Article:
Now, the radicals in our society are going to tear down his creation because, as the secretary of defense has explained, Arlington National Cemetery can “inspire all those who call them home, fully reflect the history and the values of the United States and commemorate the best of the republic that we are all sworn to protect.”

    The military says all bronze elements on the memorial will be relocated, and its base and foundation will remain as to avoid disturbing the surrounding graves. In today’s race-based hysteria, it is a wonder that Section 16 has survived at all.

    With the monument’s destruction, the reconciliation message that Lincoln, Grant, McKinley, Taft and Roosevelt advocated will be lost.

    The statue’s demise will not unite but only further divide.

  2. Several interested parties have filed a lawsuit against the Naming Commission

    Arlington National Cemetery Seeks Public Input on Confederate Memorial Removal
    The Army is accepting feedback about the impacts of the statue’s removal until September 2.

    By Maggie Roth August 14, 2023

    The Arlington National Cemetery is seeking public input about the removal of the Confederate Memorial located on its grounds. Officials announced plans to remove the statue in March, following directives from the Department of Defense that aim to remove all symbols of the Confederacy from DoD assets.

    The U.S. Army announced the beginning of a 30-day “public scoping period” on August 4, in which the public is invited to submit comments related to “alternatives that will avoid, minimize, or mitigate adverse effects of the monument’s removal.” Comments can be submitted online until September 2, and a virtual public meeting will be held on August 23.

    This is the first of three comment periods included in the full process.

    “The removal of the Confederate Memorial must be conducted in a manner that ensures the safety of the people who work at and visit ANC and that protects surrounding graves and monuments,” ANC said.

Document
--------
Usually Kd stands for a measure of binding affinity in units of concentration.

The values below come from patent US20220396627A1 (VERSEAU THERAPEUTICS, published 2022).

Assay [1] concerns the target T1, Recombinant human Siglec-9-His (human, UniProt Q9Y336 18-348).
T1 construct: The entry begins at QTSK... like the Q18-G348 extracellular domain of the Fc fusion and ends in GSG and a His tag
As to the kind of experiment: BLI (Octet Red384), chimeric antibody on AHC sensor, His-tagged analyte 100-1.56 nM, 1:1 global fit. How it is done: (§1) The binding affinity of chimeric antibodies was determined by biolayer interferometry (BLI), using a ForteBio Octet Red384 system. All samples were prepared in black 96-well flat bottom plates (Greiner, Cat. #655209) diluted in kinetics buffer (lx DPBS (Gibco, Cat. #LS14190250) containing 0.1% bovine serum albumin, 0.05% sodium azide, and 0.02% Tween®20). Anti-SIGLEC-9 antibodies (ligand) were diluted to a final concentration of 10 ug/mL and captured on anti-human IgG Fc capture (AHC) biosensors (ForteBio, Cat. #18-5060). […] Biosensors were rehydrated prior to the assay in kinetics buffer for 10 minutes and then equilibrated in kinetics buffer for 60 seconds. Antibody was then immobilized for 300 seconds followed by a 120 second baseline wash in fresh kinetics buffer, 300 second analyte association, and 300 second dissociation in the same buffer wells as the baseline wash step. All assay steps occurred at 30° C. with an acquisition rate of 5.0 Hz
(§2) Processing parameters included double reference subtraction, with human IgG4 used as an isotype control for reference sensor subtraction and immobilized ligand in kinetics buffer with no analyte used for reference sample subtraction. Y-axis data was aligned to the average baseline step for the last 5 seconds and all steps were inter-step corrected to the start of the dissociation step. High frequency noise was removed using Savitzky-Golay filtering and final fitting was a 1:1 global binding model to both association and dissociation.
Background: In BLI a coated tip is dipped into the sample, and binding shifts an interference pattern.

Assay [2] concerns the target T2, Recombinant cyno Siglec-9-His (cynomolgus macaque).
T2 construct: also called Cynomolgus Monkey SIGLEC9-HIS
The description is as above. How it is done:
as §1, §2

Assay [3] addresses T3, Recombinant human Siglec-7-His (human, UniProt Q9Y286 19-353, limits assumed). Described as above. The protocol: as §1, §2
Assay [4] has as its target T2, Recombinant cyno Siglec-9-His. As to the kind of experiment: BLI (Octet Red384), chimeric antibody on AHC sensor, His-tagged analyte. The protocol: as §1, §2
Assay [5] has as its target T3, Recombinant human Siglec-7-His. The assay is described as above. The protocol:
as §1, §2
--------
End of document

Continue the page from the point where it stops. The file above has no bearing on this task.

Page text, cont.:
The statue in question, located in Section 16 of the cemetery, depicts a woman crowned in olive leaves who represents the American South. Below her on the statue are 32 life-size depictions of Confederate soldiers and Southern citizens, including two depictions of slavery. One features an enslaved woman called “Mammy” holding the infant child of a white officer, and the other shows an enslaved man following his owner to war.

    The ANC website said that this monument “offers a nostalgic, mythologized vision of the Confederacy, including highly sanitized depictions of slavery.” It was created in 1914 by sculptor Moses Jacob Ezekiel, a Confederate veteran who was later buried at the base of the memorial.

    The current plan includes the removal of all bronze elements from the statue. The granite base and foundation will stay in place to avoid disturbing surrounding graves, according to the ANC.

    The removal of this statue is part of a larger effort to remove Confederate symbols from all DoD assets. A Congressional Naming Commission was created in 2021 to provide recommendations for how to “remove names, symbols, displays, monuments, or paraphernalia that commemorate the Confederate States of America or any person who served voluntarily with the Confederate States of America from assets of the DoD.”

    Secretary of Defense Lloyd Austin approved these recommendations in October 2022, mandating that all of the renaming and removals indicated in the plan must be completed by January 2024.

    The plan to remove the ANC’s memorial is currently being challenged in court, according to The Washington Post. The Sons of the Confederate Veterans and other descendants of Confederate soldiers filed a lawsuit in a Virginia circuit court — which was later moved to federal court in DC — in an attempt to keep the statue intact. The federal government is now seeking to dismiss the lawsuit.

    (** On August 23 , I participated in a Webinar put on by the Army for public input. I heard many opinions expressed and all were opposed the removal of the Confederate Memorial )

    1. These are terrible people who are behind all of this, Fred. And of course, they have not stopped at the Confederates. They are going after a broad range of historical symbols and markers and monuments.